It was a cold Tuesday evening and I was five months deep on the Instagram page of a friend of a friend of a friend, a person I know tangentially at best. A millennial woman, she is. One just like me, one just trying to figure her life the heck out.

Her posts showcased her graphic design work, announced a new podcast she was creating, teased a side project she had waiting in the wings. Her feed was an ode to experiment—filled to the brim with the products of her interests and hobbies, the remnants of an always tinkering creative mind. As I scrolled through it, getting lost in the swirly content hole we're all prone to fall into late at night, I internally applauded her for testing new ideas with reckless abandon, for putting her work out there for the world to see.

At one point I found myself pausing on a particular post, one with words she had lettered scrawled lazily over a photo and, for whatever reason, it suddenly dawned on me that I could do that. I could tinker with lettering or with graphic design or with whatever creative venture felt right on a given day. I could share said ventures with reckless abandon.

It dawned on me that there are no rules. It feels like there are, but there aren't. Not really. Not on Instagram, not in relationships, not in these lives we lead.

We put ourselves in boxes. Neat, tidy boxes all stacked up in a row. I am this. I am that. I can do this. I can do that. I'm qualified for this. I'm qualified for that. At a certain age we put the boxes aside, close them tight, tape them shut. And then that's it. That's all we are. The people in those boxes, the things they represent: the careers, the relationships, the hobbies, the addresses. That's all we get to be.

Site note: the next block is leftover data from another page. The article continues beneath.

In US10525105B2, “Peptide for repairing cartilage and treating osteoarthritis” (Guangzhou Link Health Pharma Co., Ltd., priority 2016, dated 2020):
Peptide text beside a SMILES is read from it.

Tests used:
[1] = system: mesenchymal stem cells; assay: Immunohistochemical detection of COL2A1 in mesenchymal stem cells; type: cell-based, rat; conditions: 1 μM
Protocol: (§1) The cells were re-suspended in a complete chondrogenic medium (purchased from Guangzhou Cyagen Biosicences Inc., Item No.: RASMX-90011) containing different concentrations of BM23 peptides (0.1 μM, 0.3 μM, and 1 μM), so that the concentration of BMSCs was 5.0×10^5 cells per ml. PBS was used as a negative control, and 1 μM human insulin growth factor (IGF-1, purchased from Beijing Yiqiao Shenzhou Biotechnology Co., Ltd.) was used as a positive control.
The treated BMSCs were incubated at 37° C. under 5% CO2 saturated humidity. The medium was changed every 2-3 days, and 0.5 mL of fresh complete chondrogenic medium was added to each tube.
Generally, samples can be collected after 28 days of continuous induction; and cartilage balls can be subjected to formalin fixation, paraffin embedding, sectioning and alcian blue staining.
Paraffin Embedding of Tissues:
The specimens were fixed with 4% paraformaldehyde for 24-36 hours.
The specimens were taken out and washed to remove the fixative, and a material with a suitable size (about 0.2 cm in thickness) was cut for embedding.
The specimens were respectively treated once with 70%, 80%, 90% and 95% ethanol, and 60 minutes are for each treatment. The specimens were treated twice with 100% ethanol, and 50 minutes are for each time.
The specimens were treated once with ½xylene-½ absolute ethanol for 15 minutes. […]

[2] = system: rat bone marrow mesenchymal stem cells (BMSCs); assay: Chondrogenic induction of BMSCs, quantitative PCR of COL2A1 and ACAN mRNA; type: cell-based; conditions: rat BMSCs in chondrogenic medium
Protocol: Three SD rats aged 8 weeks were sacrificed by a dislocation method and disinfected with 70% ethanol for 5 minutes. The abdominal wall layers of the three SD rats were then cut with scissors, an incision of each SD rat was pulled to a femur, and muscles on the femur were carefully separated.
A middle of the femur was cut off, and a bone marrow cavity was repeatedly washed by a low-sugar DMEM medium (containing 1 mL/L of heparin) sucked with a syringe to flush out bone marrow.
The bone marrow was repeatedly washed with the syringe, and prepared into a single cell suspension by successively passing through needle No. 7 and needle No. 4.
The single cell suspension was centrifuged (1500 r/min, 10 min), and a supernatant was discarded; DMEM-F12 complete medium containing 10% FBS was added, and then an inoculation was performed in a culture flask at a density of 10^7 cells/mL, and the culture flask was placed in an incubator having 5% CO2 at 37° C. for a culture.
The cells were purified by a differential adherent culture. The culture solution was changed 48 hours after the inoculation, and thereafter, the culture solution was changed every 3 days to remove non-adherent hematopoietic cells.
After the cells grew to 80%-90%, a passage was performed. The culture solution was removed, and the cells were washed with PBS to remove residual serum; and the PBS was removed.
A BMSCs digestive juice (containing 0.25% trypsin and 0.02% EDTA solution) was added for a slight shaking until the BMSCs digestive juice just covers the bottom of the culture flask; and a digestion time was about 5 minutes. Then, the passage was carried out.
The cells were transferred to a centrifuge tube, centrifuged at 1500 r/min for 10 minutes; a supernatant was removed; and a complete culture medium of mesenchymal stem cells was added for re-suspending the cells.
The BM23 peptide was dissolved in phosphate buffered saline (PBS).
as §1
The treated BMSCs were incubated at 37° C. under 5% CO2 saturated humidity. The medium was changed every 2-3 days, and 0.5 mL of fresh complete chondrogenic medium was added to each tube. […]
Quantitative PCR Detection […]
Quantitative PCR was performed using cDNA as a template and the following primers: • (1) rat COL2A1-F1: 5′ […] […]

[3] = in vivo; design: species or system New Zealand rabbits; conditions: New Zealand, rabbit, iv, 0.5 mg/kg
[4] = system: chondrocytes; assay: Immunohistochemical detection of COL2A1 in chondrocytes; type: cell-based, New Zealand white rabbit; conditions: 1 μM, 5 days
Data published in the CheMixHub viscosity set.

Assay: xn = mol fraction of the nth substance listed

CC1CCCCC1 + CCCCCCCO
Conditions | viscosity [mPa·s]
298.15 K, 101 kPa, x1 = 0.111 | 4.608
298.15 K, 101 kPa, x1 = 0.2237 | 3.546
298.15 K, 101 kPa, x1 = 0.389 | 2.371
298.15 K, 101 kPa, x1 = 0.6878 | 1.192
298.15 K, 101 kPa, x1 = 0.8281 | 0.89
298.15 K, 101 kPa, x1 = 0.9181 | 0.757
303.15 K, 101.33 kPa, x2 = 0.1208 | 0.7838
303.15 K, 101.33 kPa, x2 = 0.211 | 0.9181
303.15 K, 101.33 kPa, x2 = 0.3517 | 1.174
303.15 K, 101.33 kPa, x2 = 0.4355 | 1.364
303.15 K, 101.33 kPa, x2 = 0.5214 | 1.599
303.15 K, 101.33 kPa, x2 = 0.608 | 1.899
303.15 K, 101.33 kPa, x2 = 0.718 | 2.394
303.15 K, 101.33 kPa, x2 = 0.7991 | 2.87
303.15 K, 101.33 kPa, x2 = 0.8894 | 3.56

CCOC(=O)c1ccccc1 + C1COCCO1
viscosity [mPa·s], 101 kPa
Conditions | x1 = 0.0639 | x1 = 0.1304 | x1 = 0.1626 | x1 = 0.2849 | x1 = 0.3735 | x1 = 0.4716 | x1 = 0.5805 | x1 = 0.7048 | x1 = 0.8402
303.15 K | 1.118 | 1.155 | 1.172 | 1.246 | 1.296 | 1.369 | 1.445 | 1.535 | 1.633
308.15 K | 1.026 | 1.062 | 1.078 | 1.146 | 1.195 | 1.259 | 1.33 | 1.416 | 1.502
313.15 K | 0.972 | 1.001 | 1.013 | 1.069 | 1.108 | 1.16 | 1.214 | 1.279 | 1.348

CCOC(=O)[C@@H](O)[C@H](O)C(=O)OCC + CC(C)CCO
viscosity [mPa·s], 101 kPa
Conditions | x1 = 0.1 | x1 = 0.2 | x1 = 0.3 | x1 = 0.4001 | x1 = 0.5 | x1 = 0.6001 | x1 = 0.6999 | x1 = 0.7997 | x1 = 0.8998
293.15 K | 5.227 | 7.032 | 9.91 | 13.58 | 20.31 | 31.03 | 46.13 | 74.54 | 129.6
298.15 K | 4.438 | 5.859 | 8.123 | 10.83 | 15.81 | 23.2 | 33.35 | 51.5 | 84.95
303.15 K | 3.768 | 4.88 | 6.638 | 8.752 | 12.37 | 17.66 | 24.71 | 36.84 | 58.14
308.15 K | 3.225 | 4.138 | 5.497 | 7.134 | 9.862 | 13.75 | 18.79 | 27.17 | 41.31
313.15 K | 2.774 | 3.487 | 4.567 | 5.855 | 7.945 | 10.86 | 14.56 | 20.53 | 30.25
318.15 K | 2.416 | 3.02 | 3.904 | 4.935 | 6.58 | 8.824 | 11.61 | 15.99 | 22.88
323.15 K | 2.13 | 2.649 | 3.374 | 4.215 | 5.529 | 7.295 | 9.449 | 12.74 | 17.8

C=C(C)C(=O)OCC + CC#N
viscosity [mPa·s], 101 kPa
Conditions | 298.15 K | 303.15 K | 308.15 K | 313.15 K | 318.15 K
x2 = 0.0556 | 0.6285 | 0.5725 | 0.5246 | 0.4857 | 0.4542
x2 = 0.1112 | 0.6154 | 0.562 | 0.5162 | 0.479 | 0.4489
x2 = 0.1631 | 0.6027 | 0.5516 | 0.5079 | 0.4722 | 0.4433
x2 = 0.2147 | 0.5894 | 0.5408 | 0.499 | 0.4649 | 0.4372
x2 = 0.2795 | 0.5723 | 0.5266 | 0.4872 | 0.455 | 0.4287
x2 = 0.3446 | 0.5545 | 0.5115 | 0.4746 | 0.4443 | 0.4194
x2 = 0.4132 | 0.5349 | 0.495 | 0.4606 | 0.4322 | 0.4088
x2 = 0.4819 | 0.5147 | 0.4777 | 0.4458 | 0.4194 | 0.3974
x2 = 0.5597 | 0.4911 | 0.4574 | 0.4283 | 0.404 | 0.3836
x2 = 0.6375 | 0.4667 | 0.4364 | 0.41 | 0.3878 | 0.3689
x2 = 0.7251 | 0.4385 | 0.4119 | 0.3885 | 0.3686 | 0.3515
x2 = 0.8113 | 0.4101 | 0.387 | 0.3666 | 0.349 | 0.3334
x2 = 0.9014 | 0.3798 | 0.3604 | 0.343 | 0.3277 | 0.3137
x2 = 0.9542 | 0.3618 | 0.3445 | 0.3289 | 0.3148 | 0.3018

If we're lucky, someone will come along and open them up. They'll give us license to try new things and to grow more than we've given ourselves permission to. If we're luckier still, we'll open those boxes for ourselves. We'll throw them away, along with our expectations and our preconceived notions of who we're allowed to be in the world.

I know it yet I forgot it, that there are no rules. That we can be whoever we want, do whatever we want. We can introduce ourselves to people we admire. Make the first move with guys we like. Write words that feel too honest and too vulnerable yet too pertinent not to share, then post those words online. Fiddle with graphic design or with lettering or with photography and post the results on our Instagram feeds. Break out of the boxes we've put ourselves in.

The minutiae of our days can trick us into thinking that that's all there is, that we're all we'll ever be. But it's not true. The structure of our calendars and our to-do lists can make us believe we're not meant to branch out, not allowed to try new things—that our 9 - 5 is our life's work forever and ever amen. But that's not true, either.

We live these lives and we fill them with tasks and with meetings and with busyness that's supposed to make us feel purpose, make us feel needed, make us feel important. But sometimes that schedule and that cadence can just make us feel stuck. Life is too precious to be stuck. Life is too short to be stagnant. Life is full of too many beautiful possibilities to keep ourselves in neat, tidy boxes all stacked up in a row.

Fuck neat.

Fuck tidy.

Fuck the boxes we've confined ourselves to.

There's a podcast I listed to a while ago in which Terry Gross interviews Maurice Sendak. You know Maurice, even if you don't. He wrote Where The Wild Things Are, that book that opened our eyes and filled our childhood selves with wonder and with awe and with a healthy amount of fear and, most importantly of all, with the sense of curiosity that's so prevalent when we're young.

The interview is a delighful exchange, one I'd recommend anyone listen to, and Maurice ends it with these simple, poignant, wildly vital words: "Live your life, live your life, live your life."

There are no rules.

Get rid of your boxes.

Live your life, live your life, live your life.